Peanut butter and jelly: It’s as American as apple pie, but apple pie, at least the store-bought kind, ain’t what it used to be.
The Peanut Butter and Jelly Sandwich in America has been turned into — courtesy of The Corporation — PB&J, Inc. Yes, the ampersand separating three letters strikes again!
Admittedly, I am a finicky eater, and I’ve been very picky — choosy, in fact, about the peanut butter that I eat.
I never chose JIF, as a mother, or otherwise. But JIF is now Big Peanut, eaten by billions who don’t know any better, but ought to, since JIF is owned by a Fortune 500 company, Smucker’s. JIF and Skippy are presently battling it out for global supremacy. As for the consumer/customer, well, we’re an afterthought!
I used to eat Skippy Chunky until about 3 decades ago, when I, and a health-food-exercise-nut co-worker, discovered the stuff was loaded with dextrose, high fructose corn syrup, and other garbage ingredients.
He and I were in the habit, each one of us, that is, of scooping a teaspoon-ful out of the jar and gradually eating it. When we jointly read the label, he flipped the door of his overhead flip-bin workspace cabinet and threw out the offensive item. Me, I started to buy an alternate brand, named Adam’s.
Within the past few years, however, I’ve noticed that Adam’s Chunky Peanut Butter is more like hard-paste, or peanut spackle, although spackle is more spreadable with the appropriately sized spatula.
Last week, I needed to eat a quick lunch, and, for whatever reason — perhaps memories of my long-ago peanut-butter past — I decided that PB&J would fill that bill. I took out of the frig the necessary components for this sandwich.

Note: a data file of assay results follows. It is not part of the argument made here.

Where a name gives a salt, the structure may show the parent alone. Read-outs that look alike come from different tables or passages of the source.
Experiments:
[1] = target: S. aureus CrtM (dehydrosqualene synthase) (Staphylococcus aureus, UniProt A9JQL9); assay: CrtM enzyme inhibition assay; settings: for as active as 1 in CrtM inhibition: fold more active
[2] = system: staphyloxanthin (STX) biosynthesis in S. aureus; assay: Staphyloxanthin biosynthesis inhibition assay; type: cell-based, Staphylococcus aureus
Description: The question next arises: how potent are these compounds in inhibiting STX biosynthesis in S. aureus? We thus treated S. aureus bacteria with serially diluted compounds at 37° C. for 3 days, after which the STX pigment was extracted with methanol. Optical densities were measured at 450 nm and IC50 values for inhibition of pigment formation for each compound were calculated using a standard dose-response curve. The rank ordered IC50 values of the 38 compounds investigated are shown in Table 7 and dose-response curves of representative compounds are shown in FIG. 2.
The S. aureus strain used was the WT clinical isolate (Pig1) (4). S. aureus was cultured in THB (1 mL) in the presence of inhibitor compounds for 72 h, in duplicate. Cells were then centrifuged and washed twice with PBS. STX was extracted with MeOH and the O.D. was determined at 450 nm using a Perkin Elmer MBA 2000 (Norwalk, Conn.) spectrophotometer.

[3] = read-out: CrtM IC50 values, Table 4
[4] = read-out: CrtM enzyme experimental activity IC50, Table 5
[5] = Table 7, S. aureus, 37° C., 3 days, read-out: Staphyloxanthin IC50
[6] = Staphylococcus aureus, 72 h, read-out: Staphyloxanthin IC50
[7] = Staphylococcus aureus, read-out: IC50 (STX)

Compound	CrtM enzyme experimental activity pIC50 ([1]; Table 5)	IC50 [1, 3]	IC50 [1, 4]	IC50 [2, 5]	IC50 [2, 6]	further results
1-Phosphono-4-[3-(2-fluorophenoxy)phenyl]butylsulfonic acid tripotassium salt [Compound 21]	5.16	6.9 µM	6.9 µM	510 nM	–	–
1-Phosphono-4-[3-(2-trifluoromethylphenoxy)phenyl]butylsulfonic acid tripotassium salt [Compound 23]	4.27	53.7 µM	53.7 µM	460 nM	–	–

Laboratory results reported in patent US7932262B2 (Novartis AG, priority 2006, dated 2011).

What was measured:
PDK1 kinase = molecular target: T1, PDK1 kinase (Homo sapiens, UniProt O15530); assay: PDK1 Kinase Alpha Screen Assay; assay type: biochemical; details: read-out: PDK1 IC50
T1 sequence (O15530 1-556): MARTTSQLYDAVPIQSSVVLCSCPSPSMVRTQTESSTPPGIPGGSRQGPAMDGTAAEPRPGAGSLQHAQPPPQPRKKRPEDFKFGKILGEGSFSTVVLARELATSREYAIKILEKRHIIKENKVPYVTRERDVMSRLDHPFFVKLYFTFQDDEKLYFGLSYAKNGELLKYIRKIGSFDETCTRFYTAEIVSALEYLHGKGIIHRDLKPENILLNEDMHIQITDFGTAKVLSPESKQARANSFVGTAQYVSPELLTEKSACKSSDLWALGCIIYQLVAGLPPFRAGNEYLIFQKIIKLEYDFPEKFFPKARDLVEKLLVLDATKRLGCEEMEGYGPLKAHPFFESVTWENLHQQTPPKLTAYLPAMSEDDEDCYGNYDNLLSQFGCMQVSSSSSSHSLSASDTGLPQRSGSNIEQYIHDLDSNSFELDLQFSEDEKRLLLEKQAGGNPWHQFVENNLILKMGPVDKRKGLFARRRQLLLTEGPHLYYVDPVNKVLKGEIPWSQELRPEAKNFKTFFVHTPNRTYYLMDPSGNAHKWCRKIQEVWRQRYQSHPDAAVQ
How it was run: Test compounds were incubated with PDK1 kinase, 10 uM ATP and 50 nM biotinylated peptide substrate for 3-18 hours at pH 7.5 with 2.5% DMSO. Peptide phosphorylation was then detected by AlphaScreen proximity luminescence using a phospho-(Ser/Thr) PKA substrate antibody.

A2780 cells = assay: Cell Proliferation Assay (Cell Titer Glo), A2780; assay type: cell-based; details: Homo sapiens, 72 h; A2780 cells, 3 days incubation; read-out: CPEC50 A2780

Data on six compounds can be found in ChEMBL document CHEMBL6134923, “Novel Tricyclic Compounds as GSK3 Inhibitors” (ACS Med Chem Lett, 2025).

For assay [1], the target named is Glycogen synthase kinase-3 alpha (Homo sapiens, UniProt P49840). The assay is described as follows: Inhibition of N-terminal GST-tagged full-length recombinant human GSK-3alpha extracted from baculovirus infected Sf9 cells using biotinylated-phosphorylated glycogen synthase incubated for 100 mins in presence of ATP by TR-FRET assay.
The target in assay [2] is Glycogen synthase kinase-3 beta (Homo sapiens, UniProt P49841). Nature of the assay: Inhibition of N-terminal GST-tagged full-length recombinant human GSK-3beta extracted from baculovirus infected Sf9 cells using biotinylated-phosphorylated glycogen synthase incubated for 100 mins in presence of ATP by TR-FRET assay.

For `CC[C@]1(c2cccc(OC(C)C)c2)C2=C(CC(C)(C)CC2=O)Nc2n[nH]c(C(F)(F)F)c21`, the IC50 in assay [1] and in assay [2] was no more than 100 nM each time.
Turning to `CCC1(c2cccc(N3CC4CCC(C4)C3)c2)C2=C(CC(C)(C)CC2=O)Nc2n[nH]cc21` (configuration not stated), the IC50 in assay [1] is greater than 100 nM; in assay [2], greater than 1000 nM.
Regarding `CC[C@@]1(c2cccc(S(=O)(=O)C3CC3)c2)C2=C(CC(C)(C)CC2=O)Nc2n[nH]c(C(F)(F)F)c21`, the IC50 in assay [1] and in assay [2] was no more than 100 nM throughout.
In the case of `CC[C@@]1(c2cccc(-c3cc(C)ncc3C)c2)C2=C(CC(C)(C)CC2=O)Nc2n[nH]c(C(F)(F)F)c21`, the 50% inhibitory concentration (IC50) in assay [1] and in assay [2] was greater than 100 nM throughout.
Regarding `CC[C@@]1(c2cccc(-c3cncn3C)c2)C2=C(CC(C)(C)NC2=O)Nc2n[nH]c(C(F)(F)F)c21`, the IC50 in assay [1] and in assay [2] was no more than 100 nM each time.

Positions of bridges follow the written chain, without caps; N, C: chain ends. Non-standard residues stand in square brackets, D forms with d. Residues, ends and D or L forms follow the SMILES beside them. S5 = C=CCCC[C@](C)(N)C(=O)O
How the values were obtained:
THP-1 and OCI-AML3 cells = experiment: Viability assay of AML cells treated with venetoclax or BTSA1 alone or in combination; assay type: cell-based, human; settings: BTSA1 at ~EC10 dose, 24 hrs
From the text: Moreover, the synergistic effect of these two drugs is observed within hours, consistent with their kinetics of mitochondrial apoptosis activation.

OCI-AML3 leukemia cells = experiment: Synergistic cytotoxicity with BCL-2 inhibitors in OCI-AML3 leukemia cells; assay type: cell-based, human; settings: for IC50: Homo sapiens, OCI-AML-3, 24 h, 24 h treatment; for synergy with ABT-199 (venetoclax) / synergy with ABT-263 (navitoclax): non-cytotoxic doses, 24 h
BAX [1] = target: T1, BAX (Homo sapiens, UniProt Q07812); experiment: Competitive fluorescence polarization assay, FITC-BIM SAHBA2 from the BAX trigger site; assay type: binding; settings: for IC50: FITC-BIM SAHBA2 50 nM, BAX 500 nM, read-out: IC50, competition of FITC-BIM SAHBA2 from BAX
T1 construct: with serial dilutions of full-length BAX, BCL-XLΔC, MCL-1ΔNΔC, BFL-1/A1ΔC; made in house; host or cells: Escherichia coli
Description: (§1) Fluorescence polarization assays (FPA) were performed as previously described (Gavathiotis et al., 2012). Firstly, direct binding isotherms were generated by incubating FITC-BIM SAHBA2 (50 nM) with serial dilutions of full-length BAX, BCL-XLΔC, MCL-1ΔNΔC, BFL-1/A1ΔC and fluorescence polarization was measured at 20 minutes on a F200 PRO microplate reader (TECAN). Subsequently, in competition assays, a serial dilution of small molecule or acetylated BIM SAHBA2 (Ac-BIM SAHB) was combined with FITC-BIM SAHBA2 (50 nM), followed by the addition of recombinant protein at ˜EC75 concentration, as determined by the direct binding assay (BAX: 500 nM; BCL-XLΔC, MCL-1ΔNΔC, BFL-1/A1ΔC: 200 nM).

First, I chiseled out of the bottom of the Adams jar about 2 tbsp. of the peanut paste onto a butter pat. Then I put the plumber’s putty into the microwave on low for 10 seconds. The stuff still wasn’t soft, but I didn’t have time — EVEN USING A MICROWAVE — to wait any longer. I spread the semi-hard cement onto the slice of untoasted rye, and, inadvertently, massacred the bread. It broke under the sheer weight and force of the troweling knife in my little hand.
Next came the jelly, a topic to be discussed later. If peanut butter has been ruined in America, wait until we get to The Jelly.
I ate my dry sandwich, and proceeded to check into the collapse of the peanut butter industry in this country. In my extremely biased opinion, peanut butter has never been the same, or as good, since the stagflation days of that Peanut Farmer in the White House.